Migrant workers in the COVID-19 era: Is it worth the risks?

Chapter Authors: M.J. Edoru and A.T. Sanni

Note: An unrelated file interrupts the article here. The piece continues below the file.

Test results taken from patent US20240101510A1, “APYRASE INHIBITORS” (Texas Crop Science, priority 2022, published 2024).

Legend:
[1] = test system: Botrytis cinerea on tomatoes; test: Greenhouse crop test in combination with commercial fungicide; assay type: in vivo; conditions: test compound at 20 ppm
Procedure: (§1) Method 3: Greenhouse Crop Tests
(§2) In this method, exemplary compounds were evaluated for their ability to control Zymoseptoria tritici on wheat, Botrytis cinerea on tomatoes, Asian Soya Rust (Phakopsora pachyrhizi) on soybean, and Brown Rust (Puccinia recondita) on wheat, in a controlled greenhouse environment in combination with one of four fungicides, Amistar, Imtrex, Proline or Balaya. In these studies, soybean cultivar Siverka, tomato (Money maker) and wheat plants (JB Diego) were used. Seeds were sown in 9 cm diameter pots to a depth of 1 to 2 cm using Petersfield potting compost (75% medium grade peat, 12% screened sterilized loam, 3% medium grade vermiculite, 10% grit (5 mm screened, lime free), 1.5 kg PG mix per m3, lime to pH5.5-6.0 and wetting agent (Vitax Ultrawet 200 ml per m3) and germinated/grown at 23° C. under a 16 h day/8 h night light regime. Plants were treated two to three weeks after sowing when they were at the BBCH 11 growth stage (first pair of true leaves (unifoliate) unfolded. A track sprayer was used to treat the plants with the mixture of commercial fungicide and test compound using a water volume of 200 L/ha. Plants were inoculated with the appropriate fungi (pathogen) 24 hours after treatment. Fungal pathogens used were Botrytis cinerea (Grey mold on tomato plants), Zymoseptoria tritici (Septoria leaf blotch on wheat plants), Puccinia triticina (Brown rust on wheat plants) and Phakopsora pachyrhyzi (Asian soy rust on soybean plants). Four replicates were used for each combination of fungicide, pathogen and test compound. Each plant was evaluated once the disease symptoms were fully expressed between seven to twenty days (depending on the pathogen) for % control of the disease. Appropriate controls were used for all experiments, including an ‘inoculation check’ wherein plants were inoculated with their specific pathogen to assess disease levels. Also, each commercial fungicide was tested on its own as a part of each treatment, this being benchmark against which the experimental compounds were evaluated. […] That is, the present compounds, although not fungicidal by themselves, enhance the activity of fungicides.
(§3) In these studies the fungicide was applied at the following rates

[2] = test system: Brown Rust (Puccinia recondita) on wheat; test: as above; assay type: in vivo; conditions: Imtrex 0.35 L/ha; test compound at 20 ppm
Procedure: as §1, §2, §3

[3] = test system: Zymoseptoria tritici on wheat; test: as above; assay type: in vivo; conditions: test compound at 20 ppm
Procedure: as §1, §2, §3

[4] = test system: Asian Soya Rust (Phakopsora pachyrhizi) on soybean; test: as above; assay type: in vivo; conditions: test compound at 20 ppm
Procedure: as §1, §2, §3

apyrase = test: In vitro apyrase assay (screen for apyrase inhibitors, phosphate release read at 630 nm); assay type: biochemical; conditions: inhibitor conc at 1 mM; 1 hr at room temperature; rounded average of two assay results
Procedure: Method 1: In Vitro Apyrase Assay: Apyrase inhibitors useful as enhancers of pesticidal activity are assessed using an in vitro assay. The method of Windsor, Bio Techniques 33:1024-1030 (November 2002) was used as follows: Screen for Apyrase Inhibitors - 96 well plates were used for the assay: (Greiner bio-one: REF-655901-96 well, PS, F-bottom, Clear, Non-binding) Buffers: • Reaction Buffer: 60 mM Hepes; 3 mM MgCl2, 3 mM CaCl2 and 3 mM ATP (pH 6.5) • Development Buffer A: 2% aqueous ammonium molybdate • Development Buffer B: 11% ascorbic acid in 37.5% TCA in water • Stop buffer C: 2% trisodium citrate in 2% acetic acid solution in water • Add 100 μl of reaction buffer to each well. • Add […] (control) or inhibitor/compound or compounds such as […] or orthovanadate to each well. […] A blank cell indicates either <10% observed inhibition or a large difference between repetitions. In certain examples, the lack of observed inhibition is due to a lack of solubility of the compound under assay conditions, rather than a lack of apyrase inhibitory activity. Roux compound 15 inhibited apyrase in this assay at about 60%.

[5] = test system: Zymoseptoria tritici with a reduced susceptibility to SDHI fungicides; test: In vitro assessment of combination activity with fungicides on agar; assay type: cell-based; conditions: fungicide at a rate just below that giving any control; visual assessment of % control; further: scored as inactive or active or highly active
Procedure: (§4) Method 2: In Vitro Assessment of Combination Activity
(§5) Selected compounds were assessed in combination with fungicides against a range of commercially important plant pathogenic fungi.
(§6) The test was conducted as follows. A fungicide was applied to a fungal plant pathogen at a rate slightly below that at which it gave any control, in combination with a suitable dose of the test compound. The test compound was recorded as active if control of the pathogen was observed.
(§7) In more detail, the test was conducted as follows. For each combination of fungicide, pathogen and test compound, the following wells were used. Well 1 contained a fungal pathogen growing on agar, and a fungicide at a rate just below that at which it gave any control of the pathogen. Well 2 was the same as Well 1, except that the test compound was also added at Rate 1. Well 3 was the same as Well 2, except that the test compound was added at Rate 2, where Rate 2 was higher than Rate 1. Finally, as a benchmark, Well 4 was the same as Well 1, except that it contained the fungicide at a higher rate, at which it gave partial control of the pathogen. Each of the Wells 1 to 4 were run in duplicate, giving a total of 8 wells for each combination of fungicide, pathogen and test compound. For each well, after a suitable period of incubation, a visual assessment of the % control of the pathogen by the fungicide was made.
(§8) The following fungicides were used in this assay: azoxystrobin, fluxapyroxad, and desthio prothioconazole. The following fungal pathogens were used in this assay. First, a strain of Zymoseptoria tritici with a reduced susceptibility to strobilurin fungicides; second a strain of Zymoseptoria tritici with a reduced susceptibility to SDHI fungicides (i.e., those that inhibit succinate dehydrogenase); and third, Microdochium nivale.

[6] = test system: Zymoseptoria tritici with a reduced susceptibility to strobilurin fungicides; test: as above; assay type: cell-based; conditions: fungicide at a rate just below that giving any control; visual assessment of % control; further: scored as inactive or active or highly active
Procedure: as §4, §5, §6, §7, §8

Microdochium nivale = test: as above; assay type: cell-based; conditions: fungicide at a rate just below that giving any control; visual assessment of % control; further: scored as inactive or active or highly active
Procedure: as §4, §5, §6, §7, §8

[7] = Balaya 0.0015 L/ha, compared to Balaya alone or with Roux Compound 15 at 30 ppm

This chapter examines the migration of workers across the globe and whether it is worth leaving ones’ country of birth. International migration has been steadily increasing in every region of the globe since the end of World War II. Migration from the developing countries to the developed ones has increasingly become a major challenge for European and American governments and is often referred to as a new security challenge (Tsoukala, 2011; Tallmeister, 2013, Hellwig and Sinno, 2017). Within the context of Africa, migration to the Middle Eastern countries (such as Oman, Saudi Arabia, Qatar, Jordan, United Arab Emirates, and Lebanon) has resulted in undesirable consequences for the migrants. Many of these often are poorly remunerated, enslaved, sexually abused, killed, and subjected to other forms of dehumanisation (Jureidini, 2010; Wickramage, De Silva and Peiris, 2017). Migrants represent a cheaper option to deal with existing labour/skills shortages, and few countries have developed measures to assist migrants with integration. This paper is based on a documentary review. In the era of the COVID-19 pandemic, which naturally should restrain people from travelling, our discussion seeks to answer the question of why is migration on the increase? And what are the associated health risks? We will also discuss the possible influence of migration on the health care sector of the recipient countries. We conclude by calling for social re-engineering in the protection of migrants by concerned recipient countries and relevant labour and human rights organizations to address the problems of inequality and job insecurity for those who find themselves in such a situation across the globe.

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